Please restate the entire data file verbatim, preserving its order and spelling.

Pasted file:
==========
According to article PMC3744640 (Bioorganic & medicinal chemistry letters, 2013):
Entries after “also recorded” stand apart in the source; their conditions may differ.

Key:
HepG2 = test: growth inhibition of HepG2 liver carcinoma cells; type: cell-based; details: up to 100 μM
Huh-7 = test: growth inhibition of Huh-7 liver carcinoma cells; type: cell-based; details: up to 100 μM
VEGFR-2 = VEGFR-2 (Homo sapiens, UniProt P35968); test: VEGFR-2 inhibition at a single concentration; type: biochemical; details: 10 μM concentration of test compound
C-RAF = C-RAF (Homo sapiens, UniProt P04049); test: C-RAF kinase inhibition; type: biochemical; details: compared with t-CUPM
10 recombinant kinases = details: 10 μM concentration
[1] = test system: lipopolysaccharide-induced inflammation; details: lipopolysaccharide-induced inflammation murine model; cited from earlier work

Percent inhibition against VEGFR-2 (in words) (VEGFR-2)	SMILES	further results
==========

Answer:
According to article PMC3744640 (Bioorganic & medicinal chemistry letters, 2013):
Entries after “also recorded” stand apart in the source; their conditions may differ.

Key:
HepG2 = test: growth inhibition of HepG2 liver carcinoma cells; type: cell-based; details: up to 100 μM
Huh-7 = test: growth inhibition of Huh-7 liver carcinoma cells; type: cell-based; details: up to 100 μM
VEGFR-2 = VEGFR-2 (Homo sapiens, UniProt P35968); test: VEGFR-2 inhibition at a single concentration; type: biochemical; details: 10 μM concentration of test compound
C-RAF = C-RAF (Homo sapiens, UniProt P04049); test: C-RAF kinase inhibition; type: biochemical; details: compared with t-CUPM
10 recombinant kinases = details: 10 μM concentration
[1] = test system: lipopolysaccharide-induced inflammation; details: lipopolysaccharide-induced inflammation murine model; cited from earlier work

Percent inhibition against VEGFR-2 (in words) (VEGFR-2)	SMILES	further results